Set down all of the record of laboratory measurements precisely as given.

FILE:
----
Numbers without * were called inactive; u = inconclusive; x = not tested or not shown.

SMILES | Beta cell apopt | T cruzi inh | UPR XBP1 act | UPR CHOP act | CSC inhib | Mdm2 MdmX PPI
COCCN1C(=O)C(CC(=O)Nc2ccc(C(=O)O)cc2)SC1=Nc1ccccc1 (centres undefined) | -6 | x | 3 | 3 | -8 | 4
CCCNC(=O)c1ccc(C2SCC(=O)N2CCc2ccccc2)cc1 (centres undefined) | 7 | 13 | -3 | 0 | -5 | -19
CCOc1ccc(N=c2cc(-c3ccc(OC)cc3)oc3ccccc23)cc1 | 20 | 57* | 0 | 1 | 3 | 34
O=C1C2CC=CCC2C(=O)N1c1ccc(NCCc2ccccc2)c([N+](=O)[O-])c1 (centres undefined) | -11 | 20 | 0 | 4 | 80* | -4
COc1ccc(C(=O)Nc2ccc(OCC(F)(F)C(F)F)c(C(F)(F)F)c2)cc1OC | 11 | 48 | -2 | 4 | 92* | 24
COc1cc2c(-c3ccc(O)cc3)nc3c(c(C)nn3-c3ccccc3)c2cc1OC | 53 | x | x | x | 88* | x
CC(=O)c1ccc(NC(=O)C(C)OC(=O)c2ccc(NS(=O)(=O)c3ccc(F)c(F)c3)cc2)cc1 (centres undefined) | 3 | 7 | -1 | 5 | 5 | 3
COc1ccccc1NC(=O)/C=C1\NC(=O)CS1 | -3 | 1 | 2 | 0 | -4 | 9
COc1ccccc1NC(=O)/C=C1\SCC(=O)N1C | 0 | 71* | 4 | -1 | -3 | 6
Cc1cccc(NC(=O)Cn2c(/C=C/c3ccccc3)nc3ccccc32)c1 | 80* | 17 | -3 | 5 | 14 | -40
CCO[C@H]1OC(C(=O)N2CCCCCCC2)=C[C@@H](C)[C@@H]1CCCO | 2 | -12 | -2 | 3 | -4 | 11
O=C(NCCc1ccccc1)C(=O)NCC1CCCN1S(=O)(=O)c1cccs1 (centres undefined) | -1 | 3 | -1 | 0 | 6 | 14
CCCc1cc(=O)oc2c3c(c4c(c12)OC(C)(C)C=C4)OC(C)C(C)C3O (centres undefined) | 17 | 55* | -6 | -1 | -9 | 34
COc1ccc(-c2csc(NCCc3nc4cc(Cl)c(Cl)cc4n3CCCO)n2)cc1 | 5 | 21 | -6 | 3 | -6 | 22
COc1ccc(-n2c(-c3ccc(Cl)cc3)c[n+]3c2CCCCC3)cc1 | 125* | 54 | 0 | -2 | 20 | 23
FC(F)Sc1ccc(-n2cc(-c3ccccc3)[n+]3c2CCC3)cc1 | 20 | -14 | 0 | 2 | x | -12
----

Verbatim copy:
Numbers without * were called inactive; u = inconclusive; x = not tested or not shown.

SMILES | Beta cell apopt | T cruzi inh | UPR XBP1 act | UPR CHOP act | CSC inhib | Mdm2 MdmX PPI
COCCN1C(=O)C(CC(=O)Nc2ccc(C(=O)O)cc2)SC1=Nc1ccccc1 (centres undefined) | -6 | x | 3 | 3 | -8 | 4
CCCNC(=O)c1ccc(C2SCC(=O)N2CCc2ccccc2)cc1 (centres undefined) | 7 | 13 | -3 | 0 | -5 | -19
CCOc1ccc(N=c2cc(-c3ccc(OC)cc3)oc3ccccc23)cc1 | 20 | 57* | 0 | 1 | 3 | 34
O=C1C2CC=CCC2C(=O)N1c1ccc(NCCc2ccccc2)c([N+](=O)[O-])c1 (centres undefined) | -11 | 20 | 0 | 4 | 80* | -4
COc1ccc(C(=O)Nc2ccc(OCC(F)(F)C(F)F)c(C(F)(F)F)c2)cc1OC | 11 | 48 | -2 | 4 | 92* | 24
COc1cc2c(-c3ccc(O)cc3)nc3c(c(C)nn3-c3ccccc3)c2cc1OC | 53 | x | x | x | 88* | x
CC(=O)c1ccc(NC(=O)C(C)OC(=O)c2ccc(NS(=O)(=O)c3ccc(F)c(F)c3)cc2)cc1 (centres undefined) | 3 | 7 | -1 | 5 | 5 | 3
COc1ccccc1NC(=O)/C=C1\NC(=O)CS1 | -3 | 1 | 2 | 0 | -4 | 9
COc1ccccc1NC(=O)/C=C1\SCC(=O)N1C | 0 | 71* | 4 | -1 | -3 | 6
Cc1cccc(NC(=O)Cn2c(/C=C/c3ccccc3)nc3ccccc32)c1 | 80* | 17 | -3 | 5 | 14 | -40
CCO[C@H]1OC(C(=O)N2CCCCCCC2)=C[C@@H](C)[C@@H]1CCCO | 2 | -12 | -2 | 3 | -4 | 11
O=C(NCCc1ccccc1)C(=O)NCC1CCCN1S(=O)(=O)c1cccs1 (centres undefined) | -1 | 3 | -1 | 0 | 6 | 14
CCCc1cc(=O)oc2c3c(c4c(c12)OC(C)(C)C=C4)OC(C)C(C)C3O (centres undefined) | 17 | 55* | -6 | -1 | -9 | 34
COc1ccc(-c2csc(NCCc3nc4cc(Cl)c(Cl)cc4n3CCCO)n2)cc1 | 5 | 21 | -6 | 3 | -6 | 22
COc1ccc(-n2c(-c3ccc(Cl)cc3)c[n+]3c2CCCCC3)cc1 | 125* | 54 | 0 | -2 | 20 | 23
FC(F)Sc1ccc(-n2cc(-c3ccccc3)[n+]3c2CCC3)cc1 | 20 | -14 | 0 | 2 | x | -12